Of course you know I’m kidding. If you look for “simple steps” to do any nontrivial tasks, you are already losing. More often than not, you have no choice but bite the bullet, over and over again. You need to be prepared for that.
That said, I have to say that Step 1 is important, i.e., it is important to at least get started. A dreadful task is less dreadful after you actually start working on it, even if it is only 1% less dreadful.
I have said enough about managing distractions in the acknowledgements section of the book. It is absolutely not fun. I ruthlessly turned down the invites to some meetings on my company calendar when I felt the meetings wouldn’t be very productive (I preferred emails because emails could be async). I set my Slack status to “Writing a book: may not respond to messages” to inform my colleagues who may message me. Fortunately, my role in the company is relatively independent, and not many colleagues really rely on me heavily.
Managing distractions from others is one thing. Managing myself is another, and actually harder. I’m constantly drowning in Github issues, emails, and Stack Overflow questions, although I have been trying to ignore some of them. The problem is, these things are often more enjoyable than writing a book, mainly because each of them, individually, looks significantly easier than writing the book. It is tempting to put aside the book, and voluntarily jump into these small tasks. The fact is that even if I spend all my time on them, I still won’t ever be able to finish them. Good news is that several people have started answering questions on Github and Stack Overflow before I see them.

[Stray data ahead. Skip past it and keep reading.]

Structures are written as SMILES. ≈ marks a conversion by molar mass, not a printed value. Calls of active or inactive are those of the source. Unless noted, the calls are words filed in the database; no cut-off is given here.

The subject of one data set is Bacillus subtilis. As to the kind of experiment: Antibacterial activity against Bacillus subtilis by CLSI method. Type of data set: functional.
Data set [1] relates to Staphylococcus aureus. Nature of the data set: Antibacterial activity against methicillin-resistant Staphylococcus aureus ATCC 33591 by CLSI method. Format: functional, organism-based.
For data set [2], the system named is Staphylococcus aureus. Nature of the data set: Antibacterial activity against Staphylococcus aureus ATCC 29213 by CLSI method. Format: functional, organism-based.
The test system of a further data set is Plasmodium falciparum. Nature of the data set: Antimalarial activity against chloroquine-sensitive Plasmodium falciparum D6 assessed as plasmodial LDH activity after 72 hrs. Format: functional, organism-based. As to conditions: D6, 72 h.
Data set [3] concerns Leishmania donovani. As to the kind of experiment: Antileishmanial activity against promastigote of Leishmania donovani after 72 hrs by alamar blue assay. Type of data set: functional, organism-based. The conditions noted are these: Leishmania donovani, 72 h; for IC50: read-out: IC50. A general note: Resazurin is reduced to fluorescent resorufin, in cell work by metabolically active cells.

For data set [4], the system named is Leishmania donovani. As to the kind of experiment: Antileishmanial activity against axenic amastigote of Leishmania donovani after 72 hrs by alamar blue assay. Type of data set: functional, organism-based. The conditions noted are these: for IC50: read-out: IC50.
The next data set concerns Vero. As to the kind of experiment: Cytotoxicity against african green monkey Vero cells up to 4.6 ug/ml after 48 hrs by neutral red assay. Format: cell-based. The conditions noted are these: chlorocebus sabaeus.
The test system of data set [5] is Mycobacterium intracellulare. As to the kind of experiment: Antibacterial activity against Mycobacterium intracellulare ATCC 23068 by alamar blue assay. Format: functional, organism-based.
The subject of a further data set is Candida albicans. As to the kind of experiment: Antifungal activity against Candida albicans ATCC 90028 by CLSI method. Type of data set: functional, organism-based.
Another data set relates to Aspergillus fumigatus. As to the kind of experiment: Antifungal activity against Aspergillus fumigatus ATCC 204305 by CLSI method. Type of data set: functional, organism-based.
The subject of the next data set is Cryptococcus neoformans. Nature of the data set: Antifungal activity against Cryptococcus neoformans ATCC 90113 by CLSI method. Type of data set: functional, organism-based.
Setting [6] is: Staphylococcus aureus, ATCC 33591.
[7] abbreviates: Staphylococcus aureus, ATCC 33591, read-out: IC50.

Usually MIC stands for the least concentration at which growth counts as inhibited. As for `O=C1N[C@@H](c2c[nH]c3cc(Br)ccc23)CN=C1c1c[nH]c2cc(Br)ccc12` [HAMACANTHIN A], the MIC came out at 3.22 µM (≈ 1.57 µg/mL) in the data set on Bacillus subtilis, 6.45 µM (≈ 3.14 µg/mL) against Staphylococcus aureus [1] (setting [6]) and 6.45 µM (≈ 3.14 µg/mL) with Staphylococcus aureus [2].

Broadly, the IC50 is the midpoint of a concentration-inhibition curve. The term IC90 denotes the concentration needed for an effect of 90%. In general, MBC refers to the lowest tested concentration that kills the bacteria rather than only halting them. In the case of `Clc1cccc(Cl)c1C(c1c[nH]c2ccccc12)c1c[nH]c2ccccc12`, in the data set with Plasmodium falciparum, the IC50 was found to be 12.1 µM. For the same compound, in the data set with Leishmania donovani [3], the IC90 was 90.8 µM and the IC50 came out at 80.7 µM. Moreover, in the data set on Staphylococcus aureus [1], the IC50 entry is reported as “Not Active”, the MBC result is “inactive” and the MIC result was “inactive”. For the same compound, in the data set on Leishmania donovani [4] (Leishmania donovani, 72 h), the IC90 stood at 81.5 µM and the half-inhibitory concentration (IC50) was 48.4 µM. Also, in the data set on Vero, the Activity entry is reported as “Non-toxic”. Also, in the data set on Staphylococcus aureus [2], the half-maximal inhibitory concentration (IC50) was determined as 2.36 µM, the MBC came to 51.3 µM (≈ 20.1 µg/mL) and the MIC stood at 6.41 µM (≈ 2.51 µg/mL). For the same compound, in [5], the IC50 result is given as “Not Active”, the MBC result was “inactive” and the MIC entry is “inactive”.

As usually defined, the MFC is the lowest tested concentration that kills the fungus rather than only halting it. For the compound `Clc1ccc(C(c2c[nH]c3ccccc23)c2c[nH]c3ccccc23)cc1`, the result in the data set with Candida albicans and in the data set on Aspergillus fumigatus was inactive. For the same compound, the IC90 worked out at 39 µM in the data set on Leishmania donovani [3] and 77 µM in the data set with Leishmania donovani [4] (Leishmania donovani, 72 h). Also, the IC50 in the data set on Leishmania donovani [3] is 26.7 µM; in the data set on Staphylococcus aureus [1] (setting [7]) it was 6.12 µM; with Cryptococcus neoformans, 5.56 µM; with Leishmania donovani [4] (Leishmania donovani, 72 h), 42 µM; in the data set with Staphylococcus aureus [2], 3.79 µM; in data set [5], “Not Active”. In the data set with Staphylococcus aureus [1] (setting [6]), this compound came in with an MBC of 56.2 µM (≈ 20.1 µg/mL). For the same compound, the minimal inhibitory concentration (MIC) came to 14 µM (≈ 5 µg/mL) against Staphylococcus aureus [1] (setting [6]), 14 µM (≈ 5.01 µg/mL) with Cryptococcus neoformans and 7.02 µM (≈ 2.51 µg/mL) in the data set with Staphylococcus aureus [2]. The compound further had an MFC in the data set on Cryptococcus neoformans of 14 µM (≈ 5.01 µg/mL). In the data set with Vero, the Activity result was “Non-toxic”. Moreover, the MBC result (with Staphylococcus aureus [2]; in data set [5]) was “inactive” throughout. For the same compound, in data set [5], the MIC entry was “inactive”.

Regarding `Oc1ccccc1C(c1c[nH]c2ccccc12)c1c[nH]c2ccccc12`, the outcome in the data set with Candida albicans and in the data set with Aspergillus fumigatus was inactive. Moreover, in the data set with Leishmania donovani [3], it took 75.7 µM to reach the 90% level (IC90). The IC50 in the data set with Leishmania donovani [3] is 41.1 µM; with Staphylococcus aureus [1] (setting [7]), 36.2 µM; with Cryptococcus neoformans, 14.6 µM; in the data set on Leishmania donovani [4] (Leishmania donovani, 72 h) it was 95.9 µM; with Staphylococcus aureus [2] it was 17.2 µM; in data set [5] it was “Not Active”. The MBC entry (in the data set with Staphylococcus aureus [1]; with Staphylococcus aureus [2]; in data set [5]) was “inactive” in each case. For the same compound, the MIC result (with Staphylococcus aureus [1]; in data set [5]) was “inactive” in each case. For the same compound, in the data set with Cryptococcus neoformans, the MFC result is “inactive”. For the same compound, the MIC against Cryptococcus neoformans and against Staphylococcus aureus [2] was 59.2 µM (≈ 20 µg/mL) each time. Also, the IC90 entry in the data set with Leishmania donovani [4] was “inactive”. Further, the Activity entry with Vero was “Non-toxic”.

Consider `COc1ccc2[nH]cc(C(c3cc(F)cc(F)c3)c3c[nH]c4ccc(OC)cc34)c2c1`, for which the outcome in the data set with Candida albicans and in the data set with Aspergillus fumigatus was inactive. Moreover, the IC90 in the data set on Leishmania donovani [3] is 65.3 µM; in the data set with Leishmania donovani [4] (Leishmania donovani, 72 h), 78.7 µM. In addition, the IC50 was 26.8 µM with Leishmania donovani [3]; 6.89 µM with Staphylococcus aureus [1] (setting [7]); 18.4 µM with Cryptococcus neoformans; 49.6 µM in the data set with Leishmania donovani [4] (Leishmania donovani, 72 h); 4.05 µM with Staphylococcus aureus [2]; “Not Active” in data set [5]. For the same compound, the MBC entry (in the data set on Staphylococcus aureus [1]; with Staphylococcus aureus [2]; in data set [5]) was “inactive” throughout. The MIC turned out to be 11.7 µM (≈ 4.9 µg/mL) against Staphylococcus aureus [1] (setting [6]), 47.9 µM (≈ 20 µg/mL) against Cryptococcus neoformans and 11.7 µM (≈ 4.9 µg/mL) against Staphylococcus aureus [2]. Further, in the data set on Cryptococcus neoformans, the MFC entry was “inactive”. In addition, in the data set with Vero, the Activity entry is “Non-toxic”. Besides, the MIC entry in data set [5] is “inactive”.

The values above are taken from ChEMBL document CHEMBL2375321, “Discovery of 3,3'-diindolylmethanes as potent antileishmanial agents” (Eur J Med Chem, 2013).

During the four months, I had yet another source of distraction that I absolutely could (and should) not get rid of – small kids. My younger boy was 6-mo old when I started writing this book. I almost thanked him in the book (like “big thanks to my younger boy, without whom I should have finished this book two months earlier”). Fortunately, he didn’t deprive too much of my sleep, and quickly “agreed” not to take the bottle at night.